Comforting and Calming

Comforting and calming a brand new wriggly baby at the peak of distress may prove to be one of your greatest challenges as a parent. Despite what many think, even the most seasoned moms and grand-moms have experienced moments of feeling helpless while a newborn cried in their arms. Some of you may have endured the lows of listening to your baby cry inconsolably for long bouts of time as you searched for answers. If you’re nursing, you may have asked if you’re producing enough milk. If you’re bottle-feeding formula, you may have asked if they’re reacting to the ingredients. These questions are for your pediatrician and a lactation consultant to answer, officially. But if your baby is having regular soiled diapers, and gaining weight it’s likely something else you’re dealing with.

Most newborns meltdown for 2 reasons: Gastric Distress and Overstimulation.  All babies will experience one, or more likely, both of these ailments throughout their infancy. They may experience these stressors individually once a week, or consecutively multiple times throughout the day. Adopting the soothing techniques below may help you through your next bout.

Practice taking deep breaths regularly…Stay calm…

…find comfortable holds, a rock rhythm, or experiment with bouncing seated on a yoga ball to see what works for you during fussy periods…The next time your baby is in distress, try using what you’ve practiced to comfort and calm your newborn. If you can, bring your baby into a quiet, darkened space away from stimulation.

1. Hold them close. Make your baby feel safe. Secure the back of their head and neck with your hand. If arms and legs are flailing, tuck them into a familiar fetal position against your body. You may want to try swaddling or using a carrier. (Overstimulation)
2. Keep their head elevated. Turn their face towards your neck, place their ear at your chest, just under your chin and hold their bottom high on your stomachwith legs and arms tucked in. (Gastric Distress)
3. Block the light. Whether or not a darkened space is accessible, try sheltering your baby’s face under your chin, use a muslin blanket, or a burp cloth to shield your baby’s eyes. (Overstimulation)
4. Move. Bounce up and down bending your knees, rock side-to-side, pat your baby’s bottom, or do all three at the pace of your heartbeat. Movement will help work any gas up and out. Don’t forget to breathe…(Gastric Distress)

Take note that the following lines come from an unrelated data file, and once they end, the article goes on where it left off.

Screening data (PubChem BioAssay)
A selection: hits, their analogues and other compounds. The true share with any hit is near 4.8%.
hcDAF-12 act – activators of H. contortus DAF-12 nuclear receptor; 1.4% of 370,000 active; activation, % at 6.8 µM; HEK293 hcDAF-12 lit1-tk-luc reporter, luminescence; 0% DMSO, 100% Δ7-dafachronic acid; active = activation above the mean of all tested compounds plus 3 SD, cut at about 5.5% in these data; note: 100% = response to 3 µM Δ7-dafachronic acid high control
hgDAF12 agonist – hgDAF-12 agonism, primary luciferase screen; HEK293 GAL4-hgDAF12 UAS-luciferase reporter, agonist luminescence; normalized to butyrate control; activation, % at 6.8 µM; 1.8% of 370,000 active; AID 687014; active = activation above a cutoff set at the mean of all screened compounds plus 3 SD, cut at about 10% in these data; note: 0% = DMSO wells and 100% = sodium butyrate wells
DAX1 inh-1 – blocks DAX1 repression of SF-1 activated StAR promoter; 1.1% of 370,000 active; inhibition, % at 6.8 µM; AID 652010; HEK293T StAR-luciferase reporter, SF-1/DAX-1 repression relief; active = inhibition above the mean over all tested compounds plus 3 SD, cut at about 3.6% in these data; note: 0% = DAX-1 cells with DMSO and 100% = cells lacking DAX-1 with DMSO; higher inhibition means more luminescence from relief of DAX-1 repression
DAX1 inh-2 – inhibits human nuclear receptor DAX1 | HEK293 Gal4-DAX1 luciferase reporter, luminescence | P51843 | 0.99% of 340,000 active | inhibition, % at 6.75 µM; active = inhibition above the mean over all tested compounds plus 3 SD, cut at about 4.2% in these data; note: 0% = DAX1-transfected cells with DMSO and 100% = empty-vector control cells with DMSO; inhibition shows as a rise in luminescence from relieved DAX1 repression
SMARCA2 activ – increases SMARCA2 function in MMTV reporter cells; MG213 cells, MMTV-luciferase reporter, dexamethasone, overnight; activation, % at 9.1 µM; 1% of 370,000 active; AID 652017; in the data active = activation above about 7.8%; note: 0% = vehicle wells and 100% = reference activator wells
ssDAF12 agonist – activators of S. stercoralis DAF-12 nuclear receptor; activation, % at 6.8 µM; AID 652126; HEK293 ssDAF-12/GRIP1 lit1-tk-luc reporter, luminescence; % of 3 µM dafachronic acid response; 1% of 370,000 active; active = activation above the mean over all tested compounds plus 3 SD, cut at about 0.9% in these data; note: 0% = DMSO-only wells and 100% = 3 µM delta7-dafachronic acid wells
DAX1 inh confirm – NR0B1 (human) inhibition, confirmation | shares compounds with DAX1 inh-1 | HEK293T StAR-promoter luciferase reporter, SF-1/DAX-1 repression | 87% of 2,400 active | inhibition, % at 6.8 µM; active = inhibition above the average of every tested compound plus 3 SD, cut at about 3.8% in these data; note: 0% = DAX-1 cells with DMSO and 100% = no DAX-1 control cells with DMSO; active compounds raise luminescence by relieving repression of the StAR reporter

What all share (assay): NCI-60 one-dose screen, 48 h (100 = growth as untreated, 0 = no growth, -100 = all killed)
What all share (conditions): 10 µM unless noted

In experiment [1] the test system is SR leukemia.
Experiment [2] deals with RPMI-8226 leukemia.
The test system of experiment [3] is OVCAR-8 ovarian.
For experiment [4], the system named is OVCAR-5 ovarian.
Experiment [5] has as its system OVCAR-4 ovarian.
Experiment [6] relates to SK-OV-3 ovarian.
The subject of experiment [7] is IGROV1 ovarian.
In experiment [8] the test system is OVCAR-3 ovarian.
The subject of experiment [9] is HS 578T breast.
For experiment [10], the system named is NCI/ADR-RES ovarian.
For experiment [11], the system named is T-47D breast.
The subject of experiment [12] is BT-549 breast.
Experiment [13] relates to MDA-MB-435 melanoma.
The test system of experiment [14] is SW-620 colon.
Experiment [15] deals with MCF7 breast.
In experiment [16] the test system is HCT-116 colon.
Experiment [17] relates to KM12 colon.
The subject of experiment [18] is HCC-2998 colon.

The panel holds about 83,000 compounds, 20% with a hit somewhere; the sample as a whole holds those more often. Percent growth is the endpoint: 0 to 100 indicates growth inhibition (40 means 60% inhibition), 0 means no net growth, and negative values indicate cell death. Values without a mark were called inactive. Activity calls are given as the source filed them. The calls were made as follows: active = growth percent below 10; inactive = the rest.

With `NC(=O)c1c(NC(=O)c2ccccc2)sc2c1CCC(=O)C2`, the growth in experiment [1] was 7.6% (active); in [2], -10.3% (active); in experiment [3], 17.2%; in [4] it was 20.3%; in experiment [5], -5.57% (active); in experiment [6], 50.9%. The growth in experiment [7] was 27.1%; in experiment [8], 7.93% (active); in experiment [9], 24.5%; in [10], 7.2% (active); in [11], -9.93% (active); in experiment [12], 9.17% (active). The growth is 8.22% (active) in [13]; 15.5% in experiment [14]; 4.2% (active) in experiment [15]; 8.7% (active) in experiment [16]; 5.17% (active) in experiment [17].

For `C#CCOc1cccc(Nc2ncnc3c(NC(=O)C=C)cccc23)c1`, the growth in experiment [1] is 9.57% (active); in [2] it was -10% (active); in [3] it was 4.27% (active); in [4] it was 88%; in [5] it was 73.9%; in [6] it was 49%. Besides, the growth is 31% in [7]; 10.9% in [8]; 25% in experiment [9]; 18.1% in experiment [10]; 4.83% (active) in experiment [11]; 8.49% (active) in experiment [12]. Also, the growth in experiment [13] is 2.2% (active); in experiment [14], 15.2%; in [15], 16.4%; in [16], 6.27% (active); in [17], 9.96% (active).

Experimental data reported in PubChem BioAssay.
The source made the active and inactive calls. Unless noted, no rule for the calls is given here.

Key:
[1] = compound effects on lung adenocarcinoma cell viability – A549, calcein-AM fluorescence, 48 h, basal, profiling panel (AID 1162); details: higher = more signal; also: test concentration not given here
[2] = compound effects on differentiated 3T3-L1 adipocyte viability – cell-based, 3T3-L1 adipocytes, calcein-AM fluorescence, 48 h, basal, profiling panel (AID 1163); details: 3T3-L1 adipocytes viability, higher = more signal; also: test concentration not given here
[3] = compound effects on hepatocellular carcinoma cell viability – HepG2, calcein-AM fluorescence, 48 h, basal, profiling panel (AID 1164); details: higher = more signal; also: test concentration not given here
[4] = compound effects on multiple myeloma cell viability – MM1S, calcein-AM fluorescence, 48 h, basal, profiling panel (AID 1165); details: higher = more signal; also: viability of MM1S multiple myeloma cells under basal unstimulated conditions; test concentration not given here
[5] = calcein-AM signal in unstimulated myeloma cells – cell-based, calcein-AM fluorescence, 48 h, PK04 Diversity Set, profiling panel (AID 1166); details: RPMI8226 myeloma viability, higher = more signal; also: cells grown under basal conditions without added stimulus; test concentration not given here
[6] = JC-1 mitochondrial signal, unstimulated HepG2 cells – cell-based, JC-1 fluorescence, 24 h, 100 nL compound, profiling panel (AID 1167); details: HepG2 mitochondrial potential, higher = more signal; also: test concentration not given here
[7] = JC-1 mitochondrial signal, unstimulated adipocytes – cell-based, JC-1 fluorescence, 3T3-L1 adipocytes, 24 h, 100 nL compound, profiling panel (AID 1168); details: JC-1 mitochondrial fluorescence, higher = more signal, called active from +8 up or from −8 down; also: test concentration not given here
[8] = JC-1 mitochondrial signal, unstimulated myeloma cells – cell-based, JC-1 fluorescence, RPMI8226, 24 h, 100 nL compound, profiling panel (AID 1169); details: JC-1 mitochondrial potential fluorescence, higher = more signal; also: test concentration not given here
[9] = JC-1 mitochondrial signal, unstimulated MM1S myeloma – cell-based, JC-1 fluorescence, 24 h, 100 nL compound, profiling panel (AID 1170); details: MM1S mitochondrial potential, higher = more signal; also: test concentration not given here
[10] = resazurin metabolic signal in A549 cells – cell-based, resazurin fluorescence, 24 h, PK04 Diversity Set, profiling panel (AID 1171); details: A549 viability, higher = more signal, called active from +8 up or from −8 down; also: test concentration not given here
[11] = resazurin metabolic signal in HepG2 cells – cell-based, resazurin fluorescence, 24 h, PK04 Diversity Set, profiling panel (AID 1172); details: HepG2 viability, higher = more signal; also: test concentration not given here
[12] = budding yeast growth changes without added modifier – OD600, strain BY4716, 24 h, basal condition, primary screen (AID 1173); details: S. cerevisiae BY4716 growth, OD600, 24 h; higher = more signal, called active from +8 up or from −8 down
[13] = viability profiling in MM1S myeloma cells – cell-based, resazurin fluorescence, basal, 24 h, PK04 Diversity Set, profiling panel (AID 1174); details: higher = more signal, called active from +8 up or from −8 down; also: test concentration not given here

5. Shush at the pace of your heartbeat. Be careful not to “shush” directly into their ear, but loud enough to hear over their own cries to shift their focus. I also mimic the heartbeat by humming deeply and creating a vibration in the back of my throat, “ HuM, HuM, HuM…” You might also try a sound machine, fan, or a hairdryer (keep near the changing table…this is one of my favorite soothing distractions after bath time). (Overstimulation)
6. Offer the pacifier. If your baby is focused on crying it may take some coaxing to introduce the pacifier. Circle your baby’s lips gently and tap the tip of the pacifier on the roof of their mouth to get their attentionand encourage sucking. The sucking action distracts and the swallowing action will help keep any rising acids (reflux) down where it belongs. (Gastric Distress)

Has 20 minutes passed? Still inconsolable? Try handing the baby to your partner if that’s an option, laying or sitting them down safely a few minutes.

If your baby is arching they’re most likely experiencing gastric distress. If your baby is over-stimulated and overtired (awake for over 1.5hrs) distractions may help initially to shift their focus, but the goal is peace, quiet, and ultimately sleep…

Here are some more tips to try during wake time:

1. Knees to chest, circular motion, in your arms or on the changing table
2. Tummy time – 2-5min at a time 2-3x day
3. Fresh air – just open a window, step outside, or try a walk in the stroller, or carrier
4. A warm bath
5. Distraction – Turn on a hairdryer or vacuum, stare out a window, into a mirror, try talking with them, or play some music
6. Try laying under a mobile
7. Elevate the head of the crib 2in, &/or Prop on their left side for sleep. *Please monitor closely as you learn what your newborn is capable of.
8. Gripe water given before or after feeds
9. Sit straight up for burps after a feed, and keep elevated 5-20min after feeding.

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